Bowles has suggested in appearances that the commission could suggest a major overhaul of the American tax system to lower the corporate tax rate and instead institute some sort of consumption tax. He has also floated the possibility of ending ending popular exemptions, like the one that homeowners get for the interest they pay on their mortgages.
What is a consumption tax?
"Basically a retail sales tax, which Americans are familiar with, except instead of being collected at the retail outlet, it is collected throughout the supply chain," said Donald Marron, director of the nonpartisan Tax Policy Center.
Even that proposal is rejected by anti-tax crusaders.
"If you have a spending problem you solve it by spending less, not by raising taxes. If you have a drinking problem you solve it by drinking less, not by buying more gin," said Grover Norquist, President of Americans for Tax Reform, which administers the tax pledge.
Norquist pegs the unfunded obligations and total national debt at more than $106 trillion – others say the number is closer to $70 trillion. But Norquist says if a debt reduction plan were only one quarter tax increases, that would still be more than $25 trillion in tax increases.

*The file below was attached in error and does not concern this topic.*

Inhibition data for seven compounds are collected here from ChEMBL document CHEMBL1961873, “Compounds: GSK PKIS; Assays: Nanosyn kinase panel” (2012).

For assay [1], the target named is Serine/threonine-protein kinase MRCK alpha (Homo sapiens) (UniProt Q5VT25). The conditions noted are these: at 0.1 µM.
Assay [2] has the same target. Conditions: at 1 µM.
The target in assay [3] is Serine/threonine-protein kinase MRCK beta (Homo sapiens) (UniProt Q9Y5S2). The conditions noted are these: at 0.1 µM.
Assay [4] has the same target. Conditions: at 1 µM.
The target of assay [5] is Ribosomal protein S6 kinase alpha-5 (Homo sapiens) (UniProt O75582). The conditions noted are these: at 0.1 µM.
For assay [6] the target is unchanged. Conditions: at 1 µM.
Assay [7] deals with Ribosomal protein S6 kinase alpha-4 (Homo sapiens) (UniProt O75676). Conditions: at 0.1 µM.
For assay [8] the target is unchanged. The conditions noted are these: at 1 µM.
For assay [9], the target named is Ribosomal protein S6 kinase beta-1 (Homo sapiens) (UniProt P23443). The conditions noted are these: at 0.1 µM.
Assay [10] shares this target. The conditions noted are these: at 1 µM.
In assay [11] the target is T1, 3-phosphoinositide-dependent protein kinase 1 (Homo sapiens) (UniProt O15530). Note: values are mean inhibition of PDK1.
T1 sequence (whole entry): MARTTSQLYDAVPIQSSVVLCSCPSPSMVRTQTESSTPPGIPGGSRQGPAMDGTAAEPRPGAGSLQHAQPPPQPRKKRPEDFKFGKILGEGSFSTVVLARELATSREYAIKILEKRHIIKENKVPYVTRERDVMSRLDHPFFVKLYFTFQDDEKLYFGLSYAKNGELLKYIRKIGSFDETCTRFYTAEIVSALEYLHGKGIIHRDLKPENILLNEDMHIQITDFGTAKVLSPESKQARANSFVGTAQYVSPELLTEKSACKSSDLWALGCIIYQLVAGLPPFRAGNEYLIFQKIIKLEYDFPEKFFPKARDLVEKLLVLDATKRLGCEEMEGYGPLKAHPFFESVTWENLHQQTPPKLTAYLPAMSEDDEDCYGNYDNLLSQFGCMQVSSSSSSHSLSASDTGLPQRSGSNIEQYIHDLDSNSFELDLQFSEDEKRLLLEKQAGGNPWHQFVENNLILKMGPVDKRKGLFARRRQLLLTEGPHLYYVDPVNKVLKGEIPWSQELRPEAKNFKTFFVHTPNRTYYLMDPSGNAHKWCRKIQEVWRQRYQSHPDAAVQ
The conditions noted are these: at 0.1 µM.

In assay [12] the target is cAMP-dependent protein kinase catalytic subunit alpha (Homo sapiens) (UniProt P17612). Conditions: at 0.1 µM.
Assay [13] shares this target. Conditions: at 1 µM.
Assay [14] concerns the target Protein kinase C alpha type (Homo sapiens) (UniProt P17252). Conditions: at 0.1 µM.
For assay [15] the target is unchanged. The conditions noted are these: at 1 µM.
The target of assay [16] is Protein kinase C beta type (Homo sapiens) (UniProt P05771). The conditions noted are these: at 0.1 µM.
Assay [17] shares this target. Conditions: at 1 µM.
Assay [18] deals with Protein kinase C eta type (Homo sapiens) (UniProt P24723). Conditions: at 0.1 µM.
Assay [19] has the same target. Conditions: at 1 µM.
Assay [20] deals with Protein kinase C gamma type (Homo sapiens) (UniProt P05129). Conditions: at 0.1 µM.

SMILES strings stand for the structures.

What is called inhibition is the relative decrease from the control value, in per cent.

And any suggestions from the debt commission will only be considered after the elections in November, which many political experts believe will be a bruising one for Democrats.
"As a matter of realpolitik – if the Republicans effectively take control of one or both chambers of Congress this fall, the commission will have done all this work, proposing tax increases, which would be a nonstarter. So I would hope they would focus on spending and entitlement reforms," he said.
Pawlenty suggested that if Republicans make serious gains in the November midterm elections, any talk of tax increases to deal with the debt would be quashed.